Unlike most basic pizza dough recipes, Sicilian dough recipes can have a much wider range of hydration values, from something in the 60+% range to over the 80+% range. Sometimes I can get a pretty good idea of the hydration value of a recipe just seeing the recipe and instructions and knowing what typical values are for the particular style. That allows me to be able to make a judgment as to how a volumetric amount of flour converts to a weight. This is much harder to do with a Sicilian dough because of its wider possible range of hydration values. Also, because of the high hydration of such doughs, it is common for the practitioner to add flour on the bench while mixing and kneading, and even at the time the dough is being prepped (after fermentation) to make the pizza. Such uses of bench flour will lower the nominal hydration value of the dough as calculated using conversion values for the flour called for in the recipe (5 cups in your case). How the dough is mixed and kneaded can also be a factor in how well the flour is hydrated and the extent of gluten development. For example, I know that you frequently use a bread maker to mix and knead your doughs, although you didn't indicate whether that is the machine you are now using to make your Sicilian dough and what mix/knead protocol you are using.
I played around with the Mass-Volume Conversion Calculator at http://tools.foodsim.com/
to see if I could learn anything of value. As a proxy for your Full Strength flour, I used the King Arthur bread flour (KABF), mainly because it has a protein content that is very close to that of the Full Strength flour. For the water, I assumed a value of 8.15 ounces for a cup. Technically, a cup of water weighs 8.345 ounces. However, that is based on using a measuring cup that is placed on a flat surface and where the one-cup water level marking is viewed at eye level using the lower meniscus. Since very few people measure out water that way, and typically just eyeball the one-cup marking in the cup when filling it, I tend to use a value of 8.1-8.2 ounces for conversion purposes. Often, I just use 8.15 ounces, as noted above. So, the 2 1/2 cups of water in your recipe converts to 20.375 ounces.
With respect to the flour, I used the Mass-Volume Conversion Calculator to calculate the weight of 5 cups of flour using the Textbook, Medium, Medium x 2, and Heavy flour Measurement Methods, and then calculated the hydration for the four values. I did not do a calculation for the Light flour Measurement Method because almost no one uses that method. I got the following:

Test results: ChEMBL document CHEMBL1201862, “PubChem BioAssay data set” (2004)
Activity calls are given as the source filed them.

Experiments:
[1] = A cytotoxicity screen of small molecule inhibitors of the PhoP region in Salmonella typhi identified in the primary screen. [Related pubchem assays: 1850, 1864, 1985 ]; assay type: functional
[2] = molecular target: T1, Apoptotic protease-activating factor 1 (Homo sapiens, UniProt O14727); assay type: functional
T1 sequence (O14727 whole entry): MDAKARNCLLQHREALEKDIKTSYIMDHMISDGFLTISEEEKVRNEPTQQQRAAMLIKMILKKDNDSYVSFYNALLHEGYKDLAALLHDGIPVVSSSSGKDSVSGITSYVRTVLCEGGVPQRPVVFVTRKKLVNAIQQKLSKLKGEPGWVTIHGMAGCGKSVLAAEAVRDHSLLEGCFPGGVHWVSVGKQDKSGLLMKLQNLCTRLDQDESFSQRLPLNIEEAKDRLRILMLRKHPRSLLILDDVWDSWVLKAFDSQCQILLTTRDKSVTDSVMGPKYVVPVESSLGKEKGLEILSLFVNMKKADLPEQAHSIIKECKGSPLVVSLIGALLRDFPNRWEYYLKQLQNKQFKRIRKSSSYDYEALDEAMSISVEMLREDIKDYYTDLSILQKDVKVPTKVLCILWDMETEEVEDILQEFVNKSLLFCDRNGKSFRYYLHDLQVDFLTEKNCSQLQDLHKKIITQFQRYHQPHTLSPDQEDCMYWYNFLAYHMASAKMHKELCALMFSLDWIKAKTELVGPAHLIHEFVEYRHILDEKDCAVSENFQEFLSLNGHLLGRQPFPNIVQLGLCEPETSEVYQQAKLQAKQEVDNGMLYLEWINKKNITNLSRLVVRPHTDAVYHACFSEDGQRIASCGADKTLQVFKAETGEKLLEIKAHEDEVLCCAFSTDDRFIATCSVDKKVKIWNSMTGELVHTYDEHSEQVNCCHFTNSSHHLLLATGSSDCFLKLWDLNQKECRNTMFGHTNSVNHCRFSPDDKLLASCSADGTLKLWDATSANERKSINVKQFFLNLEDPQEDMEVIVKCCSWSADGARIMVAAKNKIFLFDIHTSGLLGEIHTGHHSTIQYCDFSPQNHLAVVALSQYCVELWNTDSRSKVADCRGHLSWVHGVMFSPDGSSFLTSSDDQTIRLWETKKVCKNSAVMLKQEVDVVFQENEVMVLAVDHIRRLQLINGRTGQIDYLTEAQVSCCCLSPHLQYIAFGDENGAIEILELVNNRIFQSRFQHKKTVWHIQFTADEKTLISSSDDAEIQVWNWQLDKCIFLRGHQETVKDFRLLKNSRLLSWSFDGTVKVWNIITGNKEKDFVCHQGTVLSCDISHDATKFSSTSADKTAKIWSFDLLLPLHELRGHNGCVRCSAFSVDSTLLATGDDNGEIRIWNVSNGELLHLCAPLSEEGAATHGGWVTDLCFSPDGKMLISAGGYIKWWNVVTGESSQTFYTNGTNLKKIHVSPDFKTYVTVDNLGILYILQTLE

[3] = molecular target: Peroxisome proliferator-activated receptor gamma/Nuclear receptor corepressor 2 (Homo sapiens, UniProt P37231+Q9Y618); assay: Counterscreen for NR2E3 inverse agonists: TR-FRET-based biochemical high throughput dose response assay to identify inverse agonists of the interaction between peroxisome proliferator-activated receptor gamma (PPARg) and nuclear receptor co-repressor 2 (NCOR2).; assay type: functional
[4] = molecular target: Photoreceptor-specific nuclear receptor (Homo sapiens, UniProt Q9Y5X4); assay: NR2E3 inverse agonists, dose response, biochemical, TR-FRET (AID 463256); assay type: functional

Textbook: 21.932 ounces, hydration = 92.90%
Medium: 24.73 ounces, hydration = 82.39%
Medium x 2: 26.368 ounces, hydration = 77.27%
Heavy: 30.098 ounces, hydration = 67.7%
As you can see, there can be a very wide swing in flour weight and hydration values based solely on how one measures out five cups of flour (remember that the water has a fixed weight). In my experience and observation, most people tend to use either the Medium or Medium x 2 flour Measurement Methods where one dips the measuring cup into the container of flour to the point of slightly overfilling the cup, and then leveling the cup in some way, as by using the flat edge of a knife, or by shaking the measuring cup in lieu of using a straight edge. On this basis, you would use either 24.73 ounces or 26.368 ounces as the weight of flour for your purposes. In either case, you might keep track of any bench flour used and note its value so that the total formula flour can be more accurately ascertained for the next use of the recipe. As an alternative, you could average the two flour values noted above, which comes to 25.55 ounces. That yields a hydration value of 79.75%. From my reading of recipes for different Sicilian style pizzas and the results that are produced, it seems that a hydration in the 60+% range is usually too low, and that a hydration in the 85% range is too high. So, a hydration value of just under 80% seems to be in the ballpark. The true value will be lower, of course, to the extent that bench flour is used at any stage of preparing and using the dough. Also, your Full Stength flour might have slightly different weight and performance characteristics compared with the KABF that I used as a proxy for your Full Strength flour.
Whatever you do, please let us know how things turn out. I'd especially like to see if my analysis has any merit, whether you decide that I am entitled to another star or not.